August 1, 2007
Choosing the right hearing protection device (HPD) should be based on two factors: comfort and performance. We could have a great debate on which of these factors is more important. I would argue that comfort should be of primary importance for one simple reason: If the device is comfortable, it will be worn! After considering comfort, HPD performance becomes the most important issue.
HPD performance is characterized by a single number rating called the Noise Reduction Rating, or NRR. So just how is this crucial number derived?
Do the math
The Noise Reduction Rating is determined by testing the HPD at a laboratory and then performing some computations. The computations used to determine the numerical value of the NRR have been codified by the Environmental Protection Agency (EPA) in its regulation 40 CFR 211. Inputs to the computations use the HPD’s average measured attenuation and standard deviation for each frequency band that was tested (more on this below). A normalized “C” weighted unprotected sound level and a normalized “A” weighted protected sound level must then be computed (determined by subtracting from the unprotected sound level the attenuation value plus two times the standard deviation). The NRR value is the difference between the two overall sound levels less another 3 dB for spectral uncertainty.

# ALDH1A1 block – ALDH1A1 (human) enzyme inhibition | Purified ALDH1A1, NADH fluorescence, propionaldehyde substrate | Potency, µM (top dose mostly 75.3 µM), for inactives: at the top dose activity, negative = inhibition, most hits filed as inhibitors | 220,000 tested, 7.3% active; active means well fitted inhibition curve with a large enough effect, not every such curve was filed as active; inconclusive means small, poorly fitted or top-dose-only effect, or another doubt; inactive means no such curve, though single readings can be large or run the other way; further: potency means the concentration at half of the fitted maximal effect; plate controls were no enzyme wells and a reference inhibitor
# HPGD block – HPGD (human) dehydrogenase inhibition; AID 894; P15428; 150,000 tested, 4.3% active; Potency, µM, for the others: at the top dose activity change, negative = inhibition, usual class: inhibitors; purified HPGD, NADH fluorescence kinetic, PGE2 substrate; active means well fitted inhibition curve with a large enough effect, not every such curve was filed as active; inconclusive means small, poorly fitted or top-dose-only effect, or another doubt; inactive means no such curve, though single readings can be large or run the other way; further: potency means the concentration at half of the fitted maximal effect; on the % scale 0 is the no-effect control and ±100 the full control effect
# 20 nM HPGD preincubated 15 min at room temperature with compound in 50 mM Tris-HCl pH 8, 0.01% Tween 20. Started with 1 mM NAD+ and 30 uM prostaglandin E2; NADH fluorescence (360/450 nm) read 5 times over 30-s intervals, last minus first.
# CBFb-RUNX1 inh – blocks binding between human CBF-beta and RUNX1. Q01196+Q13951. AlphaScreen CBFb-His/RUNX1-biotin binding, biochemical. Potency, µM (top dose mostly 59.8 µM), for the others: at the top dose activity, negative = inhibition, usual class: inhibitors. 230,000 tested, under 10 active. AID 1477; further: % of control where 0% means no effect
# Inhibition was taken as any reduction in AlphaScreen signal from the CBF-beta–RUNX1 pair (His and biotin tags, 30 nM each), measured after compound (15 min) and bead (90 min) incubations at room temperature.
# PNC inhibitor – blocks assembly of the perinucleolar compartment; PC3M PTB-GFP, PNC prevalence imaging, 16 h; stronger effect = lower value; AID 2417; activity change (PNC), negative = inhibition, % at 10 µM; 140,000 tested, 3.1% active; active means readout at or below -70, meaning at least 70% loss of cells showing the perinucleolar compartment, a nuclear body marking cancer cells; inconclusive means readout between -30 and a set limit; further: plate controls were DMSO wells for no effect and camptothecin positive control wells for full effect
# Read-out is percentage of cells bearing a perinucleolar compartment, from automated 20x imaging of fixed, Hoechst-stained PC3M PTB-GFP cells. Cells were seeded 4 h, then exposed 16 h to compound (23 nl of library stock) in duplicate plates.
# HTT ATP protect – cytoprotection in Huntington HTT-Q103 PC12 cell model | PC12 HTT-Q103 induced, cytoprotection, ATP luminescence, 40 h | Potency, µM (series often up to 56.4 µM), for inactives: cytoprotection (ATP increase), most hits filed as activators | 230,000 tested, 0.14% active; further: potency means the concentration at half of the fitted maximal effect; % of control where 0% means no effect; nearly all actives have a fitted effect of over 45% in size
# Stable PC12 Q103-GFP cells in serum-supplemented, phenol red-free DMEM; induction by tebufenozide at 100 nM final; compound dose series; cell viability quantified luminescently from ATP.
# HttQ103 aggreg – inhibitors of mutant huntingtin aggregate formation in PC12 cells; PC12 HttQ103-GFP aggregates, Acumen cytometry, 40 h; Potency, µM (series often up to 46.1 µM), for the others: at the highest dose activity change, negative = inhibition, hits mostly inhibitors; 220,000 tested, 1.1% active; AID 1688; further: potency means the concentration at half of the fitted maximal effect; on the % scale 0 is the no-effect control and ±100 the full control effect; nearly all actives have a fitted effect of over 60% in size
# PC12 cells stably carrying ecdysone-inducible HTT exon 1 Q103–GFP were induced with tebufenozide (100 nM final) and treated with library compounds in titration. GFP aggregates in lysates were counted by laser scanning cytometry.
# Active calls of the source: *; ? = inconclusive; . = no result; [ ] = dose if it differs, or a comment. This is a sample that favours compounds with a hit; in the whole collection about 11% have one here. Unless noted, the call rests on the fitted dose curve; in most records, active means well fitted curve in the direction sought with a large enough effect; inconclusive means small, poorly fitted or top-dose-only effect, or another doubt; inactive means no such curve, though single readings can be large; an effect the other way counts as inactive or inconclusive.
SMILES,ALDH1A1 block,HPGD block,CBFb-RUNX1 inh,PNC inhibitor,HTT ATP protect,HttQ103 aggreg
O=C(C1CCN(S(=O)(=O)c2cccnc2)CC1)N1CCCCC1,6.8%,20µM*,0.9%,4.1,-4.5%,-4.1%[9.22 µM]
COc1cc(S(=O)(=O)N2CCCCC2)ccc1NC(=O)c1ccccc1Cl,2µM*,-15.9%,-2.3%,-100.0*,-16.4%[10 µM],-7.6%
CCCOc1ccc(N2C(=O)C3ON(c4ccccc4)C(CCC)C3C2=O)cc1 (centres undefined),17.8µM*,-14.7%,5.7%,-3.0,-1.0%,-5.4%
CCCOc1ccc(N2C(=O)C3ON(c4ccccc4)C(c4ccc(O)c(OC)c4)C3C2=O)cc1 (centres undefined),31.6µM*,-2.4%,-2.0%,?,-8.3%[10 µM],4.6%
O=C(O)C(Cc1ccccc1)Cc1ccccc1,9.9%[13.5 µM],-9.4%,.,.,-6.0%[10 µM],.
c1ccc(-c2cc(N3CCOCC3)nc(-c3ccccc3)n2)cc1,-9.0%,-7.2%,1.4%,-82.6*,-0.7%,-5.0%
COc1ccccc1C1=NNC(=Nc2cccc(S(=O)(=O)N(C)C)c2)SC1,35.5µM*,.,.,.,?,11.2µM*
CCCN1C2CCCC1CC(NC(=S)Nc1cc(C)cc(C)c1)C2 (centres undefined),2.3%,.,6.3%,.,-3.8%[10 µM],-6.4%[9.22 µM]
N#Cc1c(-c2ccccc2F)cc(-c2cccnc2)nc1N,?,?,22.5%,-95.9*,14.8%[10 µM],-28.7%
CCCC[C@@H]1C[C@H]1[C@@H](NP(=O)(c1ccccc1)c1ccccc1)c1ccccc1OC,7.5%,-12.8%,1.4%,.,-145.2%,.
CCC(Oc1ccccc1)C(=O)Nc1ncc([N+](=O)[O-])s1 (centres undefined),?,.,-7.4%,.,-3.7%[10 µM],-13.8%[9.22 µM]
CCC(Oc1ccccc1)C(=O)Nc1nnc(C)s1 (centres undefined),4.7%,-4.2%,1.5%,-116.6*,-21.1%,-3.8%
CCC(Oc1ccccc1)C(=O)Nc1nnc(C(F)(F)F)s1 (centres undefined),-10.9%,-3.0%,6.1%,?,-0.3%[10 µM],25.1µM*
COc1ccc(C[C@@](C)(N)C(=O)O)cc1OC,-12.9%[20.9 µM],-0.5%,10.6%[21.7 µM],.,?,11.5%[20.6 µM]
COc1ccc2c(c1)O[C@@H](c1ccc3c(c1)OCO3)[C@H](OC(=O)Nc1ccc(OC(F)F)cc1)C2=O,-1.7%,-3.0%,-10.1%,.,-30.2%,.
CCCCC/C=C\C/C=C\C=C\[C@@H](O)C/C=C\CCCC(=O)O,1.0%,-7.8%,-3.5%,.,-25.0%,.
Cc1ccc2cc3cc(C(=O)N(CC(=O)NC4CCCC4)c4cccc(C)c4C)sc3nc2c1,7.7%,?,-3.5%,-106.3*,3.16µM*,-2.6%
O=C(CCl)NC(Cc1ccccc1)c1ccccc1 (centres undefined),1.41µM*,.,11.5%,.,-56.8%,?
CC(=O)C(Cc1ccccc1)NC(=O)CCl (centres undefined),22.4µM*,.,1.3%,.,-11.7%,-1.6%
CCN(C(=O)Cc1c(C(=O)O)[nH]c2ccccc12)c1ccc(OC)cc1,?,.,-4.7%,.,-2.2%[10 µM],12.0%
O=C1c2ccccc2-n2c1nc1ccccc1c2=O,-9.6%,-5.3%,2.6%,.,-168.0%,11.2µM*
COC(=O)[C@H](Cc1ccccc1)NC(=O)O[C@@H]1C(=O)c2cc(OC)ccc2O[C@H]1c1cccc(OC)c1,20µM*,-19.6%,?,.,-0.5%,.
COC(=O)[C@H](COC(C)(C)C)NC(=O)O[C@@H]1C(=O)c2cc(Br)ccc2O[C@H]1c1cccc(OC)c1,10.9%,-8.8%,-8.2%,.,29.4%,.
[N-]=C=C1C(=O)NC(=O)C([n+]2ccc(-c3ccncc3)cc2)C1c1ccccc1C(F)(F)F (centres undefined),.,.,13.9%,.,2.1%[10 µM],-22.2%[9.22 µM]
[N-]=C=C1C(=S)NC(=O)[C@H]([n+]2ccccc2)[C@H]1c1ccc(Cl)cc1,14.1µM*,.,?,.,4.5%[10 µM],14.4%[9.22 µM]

This computation methodology and an example are given in subsection 211.207 of the Code of Federal Regulations (40 CFR 211.207). (See also the National Institute of Occupational Safety and Health (NIOSH) Website, www2a.cdc.gov/hp-devices/pdfs/calculation.pdf.)
The EPA regulation specifies that the HPD sound attenuation be determined using what is referred to as the “real ear method” (see subsection 206) and that it be tested to the American National Standards Institute (ANSI) standard S3.19-1974. However, in an attempt to get the latest copy of this standard, I learned that this standard has been rescinded and replaced by a newer standard, ANSI S12.6-1997 (R 2002), “Methods for Measuring the Real-Ear Attenuation of Hearing Protectors.”